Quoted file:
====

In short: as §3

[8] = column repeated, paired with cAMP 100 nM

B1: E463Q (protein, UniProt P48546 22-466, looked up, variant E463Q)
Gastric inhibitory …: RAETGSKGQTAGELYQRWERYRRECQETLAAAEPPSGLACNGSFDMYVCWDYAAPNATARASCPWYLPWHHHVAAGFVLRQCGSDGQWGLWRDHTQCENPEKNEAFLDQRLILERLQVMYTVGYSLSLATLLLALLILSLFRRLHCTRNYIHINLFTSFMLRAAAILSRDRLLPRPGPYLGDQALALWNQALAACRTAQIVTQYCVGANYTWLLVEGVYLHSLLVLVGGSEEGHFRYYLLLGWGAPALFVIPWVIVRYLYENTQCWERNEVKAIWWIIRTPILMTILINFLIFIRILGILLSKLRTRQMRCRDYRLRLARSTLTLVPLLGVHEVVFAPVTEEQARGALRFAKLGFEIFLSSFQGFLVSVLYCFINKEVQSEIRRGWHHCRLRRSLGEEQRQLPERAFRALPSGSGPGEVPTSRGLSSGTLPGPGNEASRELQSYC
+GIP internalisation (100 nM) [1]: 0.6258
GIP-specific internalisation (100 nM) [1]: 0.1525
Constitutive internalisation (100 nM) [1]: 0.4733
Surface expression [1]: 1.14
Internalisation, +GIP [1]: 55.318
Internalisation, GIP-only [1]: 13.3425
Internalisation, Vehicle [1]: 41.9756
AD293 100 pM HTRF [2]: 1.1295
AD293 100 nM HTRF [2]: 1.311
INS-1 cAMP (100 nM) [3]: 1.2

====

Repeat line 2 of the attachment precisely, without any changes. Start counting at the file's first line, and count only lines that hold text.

[8] = column repeated, paired with cAMP 100 nM